The familiar CRT monitors or backlit LCD screens on our desks continuously
consume power in order to hold an image. Electronic paper (e-paper) is
different: power is only needed to change the image. Just like paper,
e-paper is able to hold the image permanently without consuming any power.
Displays using CRT, backlit LCD, plasma and OLED technologies are all
emissive, meaning that they have to produce the photons that reach the eye.
This implies that they have to compete in brightness with ambient lighting,
which can result in eye strain. E-paper is the opposite: it is reflective,
which makes it possible to read the display using ambient light even in the
brightness of a hot sunny day.
E-paper is referred to as a bistable or non-volatile technology because of
its ability to hold a specific pixel state without power. There are several
variations of e-paper; they differ in terms of which physical mechanism
is used to achieve the non-volatility of the display. These mechanisms
modulation, bi-stable twisted nematic liquid
crystal [PDF], cholesteric
liquid crystal, and electrophoretic
Interferometric modulation uses the same principle of light wave
interference that results in the rainbow of colors seen with oil floating on
water. Control of wave interference through bi-stable or multi-stable
micro-electro-mechanical systems (MEMS) is what enables electronic control
of the color of a pixel.
In standard twisted nematic liquid crystal displays (TNLCD), the liquid
crystal is sandwiched between two rubbed polymer orthogonal alignment
layers. Bi-stable twisted nematic implementations such as Zenithal liquid
crystal replace the first or both alignment layers in favour of a sub-micron
relief profile that weakens anchoring to the surface and makes it possible
to latch various stable orientations of a liquid crystal pixel using
Cholesteric liquid crystal provides the ability to selectively reflect
various ranges of wavelengths of visible light based on the pitch of the
liquid crystal. The pitch can then be electronically controlled to set
various pixel states.
Electrophoresis describes the fact that particles within a fluid can be
kinetically affected by an electrical field. Basically, applying a voltage
pulse causes pigment particles within a solvent solution to move. This
concept is what is used to control whether a pixel appears black, white or a
shade of gray. This article will focus on electrophoretic displays
since they are relatively easy to obtain.
Traditional display controllers are interfaced to the host using a bus such
as PCI Express or AGP. These controllers have local framebuffer memory or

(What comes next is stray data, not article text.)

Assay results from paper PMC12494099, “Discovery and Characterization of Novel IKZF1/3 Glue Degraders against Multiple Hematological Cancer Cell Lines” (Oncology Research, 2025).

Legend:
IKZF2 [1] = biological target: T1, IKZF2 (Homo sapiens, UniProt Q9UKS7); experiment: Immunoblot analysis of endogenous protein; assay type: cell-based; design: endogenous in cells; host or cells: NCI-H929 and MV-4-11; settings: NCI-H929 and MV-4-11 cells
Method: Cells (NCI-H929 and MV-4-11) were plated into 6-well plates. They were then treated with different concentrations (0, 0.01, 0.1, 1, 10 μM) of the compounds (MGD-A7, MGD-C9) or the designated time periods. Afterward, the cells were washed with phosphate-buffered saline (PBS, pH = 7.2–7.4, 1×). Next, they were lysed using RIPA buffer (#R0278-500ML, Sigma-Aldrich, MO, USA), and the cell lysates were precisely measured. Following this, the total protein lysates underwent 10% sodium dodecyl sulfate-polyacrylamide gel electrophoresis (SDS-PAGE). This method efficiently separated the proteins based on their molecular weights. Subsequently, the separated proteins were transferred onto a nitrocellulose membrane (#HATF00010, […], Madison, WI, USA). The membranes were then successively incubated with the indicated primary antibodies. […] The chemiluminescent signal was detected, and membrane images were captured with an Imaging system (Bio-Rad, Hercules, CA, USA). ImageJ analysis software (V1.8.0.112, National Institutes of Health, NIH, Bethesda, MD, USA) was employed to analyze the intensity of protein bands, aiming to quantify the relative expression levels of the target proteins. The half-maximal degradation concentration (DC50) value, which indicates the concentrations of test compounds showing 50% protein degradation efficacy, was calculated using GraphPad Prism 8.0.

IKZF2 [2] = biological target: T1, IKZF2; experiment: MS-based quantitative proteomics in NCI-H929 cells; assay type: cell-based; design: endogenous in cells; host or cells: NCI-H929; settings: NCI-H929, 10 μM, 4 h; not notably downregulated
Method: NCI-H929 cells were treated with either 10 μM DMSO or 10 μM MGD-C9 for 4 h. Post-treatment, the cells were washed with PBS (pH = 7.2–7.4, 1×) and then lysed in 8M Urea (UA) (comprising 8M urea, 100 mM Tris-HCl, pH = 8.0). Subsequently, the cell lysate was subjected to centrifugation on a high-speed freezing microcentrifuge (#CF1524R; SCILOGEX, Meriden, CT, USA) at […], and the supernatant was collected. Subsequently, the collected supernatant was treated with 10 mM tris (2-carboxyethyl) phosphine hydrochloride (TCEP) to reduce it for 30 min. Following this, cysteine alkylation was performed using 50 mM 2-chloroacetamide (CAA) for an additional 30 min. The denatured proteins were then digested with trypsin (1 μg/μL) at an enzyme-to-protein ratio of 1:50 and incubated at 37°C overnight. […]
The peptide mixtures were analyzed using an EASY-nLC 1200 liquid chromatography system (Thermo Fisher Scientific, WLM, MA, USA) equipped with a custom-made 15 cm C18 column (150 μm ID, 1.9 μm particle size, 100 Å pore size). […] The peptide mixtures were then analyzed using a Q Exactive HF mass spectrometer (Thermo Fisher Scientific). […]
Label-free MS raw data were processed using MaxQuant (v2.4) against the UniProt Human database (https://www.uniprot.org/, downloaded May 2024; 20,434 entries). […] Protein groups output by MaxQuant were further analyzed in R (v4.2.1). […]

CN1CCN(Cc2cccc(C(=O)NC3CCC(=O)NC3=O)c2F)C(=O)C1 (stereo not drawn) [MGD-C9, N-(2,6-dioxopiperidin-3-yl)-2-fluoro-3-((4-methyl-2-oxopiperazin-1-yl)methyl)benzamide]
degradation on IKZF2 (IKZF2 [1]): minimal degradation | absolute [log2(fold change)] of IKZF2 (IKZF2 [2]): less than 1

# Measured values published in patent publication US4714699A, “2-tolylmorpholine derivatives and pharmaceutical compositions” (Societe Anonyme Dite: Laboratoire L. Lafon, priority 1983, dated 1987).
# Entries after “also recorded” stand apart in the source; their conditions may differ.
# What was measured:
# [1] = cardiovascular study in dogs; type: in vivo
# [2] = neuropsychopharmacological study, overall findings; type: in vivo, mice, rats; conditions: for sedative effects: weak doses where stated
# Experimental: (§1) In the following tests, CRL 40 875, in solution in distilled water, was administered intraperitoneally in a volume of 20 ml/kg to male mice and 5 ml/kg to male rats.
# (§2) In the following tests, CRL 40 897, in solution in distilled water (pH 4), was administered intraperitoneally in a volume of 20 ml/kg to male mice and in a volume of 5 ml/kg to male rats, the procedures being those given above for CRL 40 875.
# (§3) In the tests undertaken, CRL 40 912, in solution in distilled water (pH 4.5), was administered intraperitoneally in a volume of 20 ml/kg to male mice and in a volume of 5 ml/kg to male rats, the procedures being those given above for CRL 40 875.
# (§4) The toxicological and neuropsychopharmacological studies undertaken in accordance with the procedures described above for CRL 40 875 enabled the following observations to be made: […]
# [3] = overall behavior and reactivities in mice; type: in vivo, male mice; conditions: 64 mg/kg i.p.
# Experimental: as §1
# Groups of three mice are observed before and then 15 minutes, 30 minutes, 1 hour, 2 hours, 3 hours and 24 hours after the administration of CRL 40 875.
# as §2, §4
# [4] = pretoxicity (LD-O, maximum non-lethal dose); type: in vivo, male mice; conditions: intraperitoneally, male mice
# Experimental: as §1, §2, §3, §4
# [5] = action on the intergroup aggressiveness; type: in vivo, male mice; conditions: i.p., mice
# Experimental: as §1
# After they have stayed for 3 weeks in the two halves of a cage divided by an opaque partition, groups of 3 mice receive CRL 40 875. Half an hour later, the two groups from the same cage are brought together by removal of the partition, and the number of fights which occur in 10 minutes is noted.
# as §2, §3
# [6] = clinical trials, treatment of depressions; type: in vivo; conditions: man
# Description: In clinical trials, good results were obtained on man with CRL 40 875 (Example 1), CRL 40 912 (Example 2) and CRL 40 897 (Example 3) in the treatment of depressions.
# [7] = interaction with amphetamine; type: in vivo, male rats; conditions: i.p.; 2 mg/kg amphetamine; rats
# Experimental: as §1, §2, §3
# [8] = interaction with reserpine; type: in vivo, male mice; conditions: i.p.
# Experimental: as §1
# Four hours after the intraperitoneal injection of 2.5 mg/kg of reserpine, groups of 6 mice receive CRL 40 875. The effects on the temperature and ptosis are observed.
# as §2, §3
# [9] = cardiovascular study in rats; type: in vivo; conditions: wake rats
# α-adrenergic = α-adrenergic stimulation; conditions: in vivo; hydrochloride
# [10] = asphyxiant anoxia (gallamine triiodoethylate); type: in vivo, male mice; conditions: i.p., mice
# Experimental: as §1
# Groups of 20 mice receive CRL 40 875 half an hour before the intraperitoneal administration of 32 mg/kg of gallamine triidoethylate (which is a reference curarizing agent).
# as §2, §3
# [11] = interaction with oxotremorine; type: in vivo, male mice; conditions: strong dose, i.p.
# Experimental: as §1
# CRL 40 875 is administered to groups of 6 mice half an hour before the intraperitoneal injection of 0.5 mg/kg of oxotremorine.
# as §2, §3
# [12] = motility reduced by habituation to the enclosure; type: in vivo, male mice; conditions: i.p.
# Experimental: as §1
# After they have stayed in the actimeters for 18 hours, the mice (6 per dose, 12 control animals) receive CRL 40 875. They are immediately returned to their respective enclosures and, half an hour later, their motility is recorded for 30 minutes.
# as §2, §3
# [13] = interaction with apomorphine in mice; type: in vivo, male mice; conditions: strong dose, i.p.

sufficient internal line buffering to utilize shared host memory; they
expose their framebuffers through memory mappable regions.
Display servers like Xorg or Xfbdev that utilize the kernel's fbdev
interface expect to be able to mmap() the device framebuffer. The
implication is that a driver that implemented only write()/seek() access to
the framebuffer would have limited usage.
Electrophoretic displays require specialized controllers that are capable of
driving suitable waveforms in order to control the display media. This is
because of subtle issues around the behavior of pigment particles within a
solvent. The controller must drive waveforms that result in fast,
reproducible and optimal movement of pigment particles. These waveforms are
a key factor in minimizing pixel update latency, achieving good contrast and
reducing ghosting effects in the output image. Currently, electrophoretic
display updates are significantly slower than CRT or LCD display updates.
For example, a grayscale update of E-Ink's most recent Vizplex display
material can take up to 740ms. This latency has an effect on how hardware is
interfaced with electrophoretic display controllers and how software should
then interact with the display.
One of the electrophoretic display controllers for which Linux support has
been posted (tarball) is
a controller from E-Ink called Apollo. This controller is
interfaced to the host through 8-bit data and 6-bit control over General
Purpose IO (GPIO) interfaces. The implication of the use of GPIO is that it
is not a memory mappable interface. Each pixel of the framebuffer has to be
wiggled to the controller by turning individual GPIO lines on and off. Display
updates on the Apollo with an E-Ink 6" panel with a resolution of 800x600
and 2 bits of grayscale require between 500ms - 1200ms. Given this set of
circumstances, it would have been an option to implement a userspace library
or support code that performed the GPIO wiggling. However, such an